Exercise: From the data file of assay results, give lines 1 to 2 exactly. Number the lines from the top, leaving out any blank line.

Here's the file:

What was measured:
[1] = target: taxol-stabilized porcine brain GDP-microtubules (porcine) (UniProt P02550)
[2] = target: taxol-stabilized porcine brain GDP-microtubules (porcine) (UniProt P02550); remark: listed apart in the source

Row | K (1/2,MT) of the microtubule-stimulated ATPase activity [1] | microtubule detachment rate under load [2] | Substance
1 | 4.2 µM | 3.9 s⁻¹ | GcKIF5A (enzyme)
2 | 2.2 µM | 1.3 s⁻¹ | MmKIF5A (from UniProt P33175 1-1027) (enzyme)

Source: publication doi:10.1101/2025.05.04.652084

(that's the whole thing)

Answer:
What was measured:
[1] = target: taxol-stabilized porcine brain GDP-microtubules (porcine) (UniProt P02550)